Your Body is a Space That Sees is a series of large-scale cyanotype works (approximately 6ft x 6ft) that source the fragmented history and contributions of women in astronomy to represent a female-centric astronomical catalog of craters, comets, galaxies and nebula drawing from narrative, imagery and historical accounts of a group of women known as ‘Pickering’s Harem’ or the ‘Harvard Computers’. This little-known group of up to forty women made significant influences in the field of astronomy by setting up classification systems that are still used today to measure the distance, heat and chemical content of stars and yet were paid less than half the wages of men. Harvard University houses the largest collection of astronomical glass plates in the world – over 500,000 including the very first daguerreotype every taken of the moon. Research for this series was done in partnership with the archive to identify specific plates that were studied and used by the women in the ‘Harvard Computer’ group and these plates serve as a reference for large paintings of the galaxies or stellar objects within the plate. Your Body is a Space That Sees will offer an experience of the night sky through the discoveries made by these astronomers.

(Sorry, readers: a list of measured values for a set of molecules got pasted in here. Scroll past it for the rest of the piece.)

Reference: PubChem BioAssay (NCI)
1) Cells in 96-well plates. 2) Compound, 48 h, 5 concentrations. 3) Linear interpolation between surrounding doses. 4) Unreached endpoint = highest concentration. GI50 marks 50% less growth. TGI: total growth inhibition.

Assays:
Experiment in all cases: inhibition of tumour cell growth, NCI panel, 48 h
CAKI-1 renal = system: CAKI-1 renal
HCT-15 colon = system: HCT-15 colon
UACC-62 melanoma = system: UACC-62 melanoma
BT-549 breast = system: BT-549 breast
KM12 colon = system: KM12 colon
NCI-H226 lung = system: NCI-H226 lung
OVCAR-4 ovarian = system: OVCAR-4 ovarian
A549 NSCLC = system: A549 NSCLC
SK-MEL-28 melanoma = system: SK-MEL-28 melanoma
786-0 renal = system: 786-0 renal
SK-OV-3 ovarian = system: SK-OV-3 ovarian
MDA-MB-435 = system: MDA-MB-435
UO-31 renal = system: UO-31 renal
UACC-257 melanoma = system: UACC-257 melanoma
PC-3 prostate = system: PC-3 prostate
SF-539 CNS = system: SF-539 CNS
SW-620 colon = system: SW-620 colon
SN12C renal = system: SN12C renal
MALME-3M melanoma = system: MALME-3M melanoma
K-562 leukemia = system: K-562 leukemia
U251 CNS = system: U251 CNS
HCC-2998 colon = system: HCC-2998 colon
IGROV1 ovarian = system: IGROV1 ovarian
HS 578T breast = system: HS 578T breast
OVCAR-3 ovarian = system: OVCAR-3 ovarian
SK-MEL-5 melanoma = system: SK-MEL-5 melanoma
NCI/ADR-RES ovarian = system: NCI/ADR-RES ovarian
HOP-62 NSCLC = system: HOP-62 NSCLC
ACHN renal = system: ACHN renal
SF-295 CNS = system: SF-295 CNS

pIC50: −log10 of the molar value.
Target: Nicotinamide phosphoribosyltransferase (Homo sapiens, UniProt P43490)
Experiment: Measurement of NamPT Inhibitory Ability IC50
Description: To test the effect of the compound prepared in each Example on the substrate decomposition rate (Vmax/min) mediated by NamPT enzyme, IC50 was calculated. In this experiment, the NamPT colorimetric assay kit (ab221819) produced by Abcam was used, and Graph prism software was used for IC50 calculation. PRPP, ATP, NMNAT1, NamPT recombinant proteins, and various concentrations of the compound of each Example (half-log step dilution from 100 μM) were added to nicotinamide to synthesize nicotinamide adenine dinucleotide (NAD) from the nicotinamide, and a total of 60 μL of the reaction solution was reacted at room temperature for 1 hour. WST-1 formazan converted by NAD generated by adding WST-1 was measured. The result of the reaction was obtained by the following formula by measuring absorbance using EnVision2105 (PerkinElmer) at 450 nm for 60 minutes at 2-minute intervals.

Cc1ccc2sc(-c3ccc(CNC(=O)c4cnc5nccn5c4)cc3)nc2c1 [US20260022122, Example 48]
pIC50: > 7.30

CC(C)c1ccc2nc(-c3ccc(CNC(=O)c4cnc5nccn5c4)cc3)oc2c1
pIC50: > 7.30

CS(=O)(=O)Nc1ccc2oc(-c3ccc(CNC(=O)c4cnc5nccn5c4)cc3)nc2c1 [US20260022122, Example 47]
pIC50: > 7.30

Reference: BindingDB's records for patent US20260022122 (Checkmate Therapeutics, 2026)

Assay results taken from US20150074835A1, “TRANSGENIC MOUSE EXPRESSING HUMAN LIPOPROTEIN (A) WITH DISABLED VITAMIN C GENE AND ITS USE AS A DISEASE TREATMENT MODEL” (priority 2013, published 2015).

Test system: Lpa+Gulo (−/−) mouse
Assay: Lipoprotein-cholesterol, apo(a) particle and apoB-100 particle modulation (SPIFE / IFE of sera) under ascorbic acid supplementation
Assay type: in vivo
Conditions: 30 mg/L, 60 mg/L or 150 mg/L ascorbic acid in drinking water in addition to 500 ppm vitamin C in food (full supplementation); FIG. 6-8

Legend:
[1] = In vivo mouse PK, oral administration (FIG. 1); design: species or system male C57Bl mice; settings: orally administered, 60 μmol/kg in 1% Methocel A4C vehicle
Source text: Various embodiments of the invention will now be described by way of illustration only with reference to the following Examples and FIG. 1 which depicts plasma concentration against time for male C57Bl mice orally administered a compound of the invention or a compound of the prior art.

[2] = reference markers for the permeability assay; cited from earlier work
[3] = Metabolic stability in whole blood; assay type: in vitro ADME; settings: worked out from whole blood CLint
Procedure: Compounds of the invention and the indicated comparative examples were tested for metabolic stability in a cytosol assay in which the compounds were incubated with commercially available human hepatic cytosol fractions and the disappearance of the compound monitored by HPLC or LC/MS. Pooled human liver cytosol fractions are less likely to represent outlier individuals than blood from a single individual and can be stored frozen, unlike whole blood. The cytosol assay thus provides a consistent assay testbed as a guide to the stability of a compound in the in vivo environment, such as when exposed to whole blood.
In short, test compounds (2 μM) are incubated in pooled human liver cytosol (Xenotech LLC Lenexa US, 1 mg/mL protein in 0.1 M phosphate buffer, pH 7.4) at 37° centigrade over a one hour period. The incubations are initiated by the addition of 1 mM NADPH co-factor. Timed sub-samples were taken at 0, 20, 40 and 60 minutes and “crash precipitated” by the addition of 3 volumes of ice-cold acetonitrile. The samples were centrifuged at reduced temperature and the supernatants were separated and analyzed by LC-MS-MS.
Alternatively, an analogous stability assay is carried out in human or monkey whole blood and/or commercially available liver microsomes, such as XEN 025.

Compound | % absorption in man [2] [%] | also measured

The cyanotypes works are created using a painting of a galaxy or stellar image on semi-transparent drafting film then pressed over paper that has been coated with light sensitive emulsion and exposed in the sun. The resulting piece is cyanotype print of the positive image in equal scale to its matching negative created without the utilization of a camera. This process mimics early astronomical glass plates moving between transparent surfaces and is multi-layered in meaning and technique: images of stars created by a star (our sun), paintings used to create a painting (light sensitive emulsion painted out and exposed by another painting). This is an expansion of a previous series titled Deep Sky Companion, which reinterprets the 18th Century French comet hunter Charles Messier’s Catalogue of Deep Sky Objects in 110 paintings and 110 photographic twins and is currently on view at Caltech’s Cahill Center for Astronomy and Astrophysics through December 18th, 2016. Cliché Verre was a process used by French painters such as such as Carot, Millet and Daubigny in the early 19th century as a method of making a photograph by painting on glass as the negative.
Words and images via Schneider Museum of Art.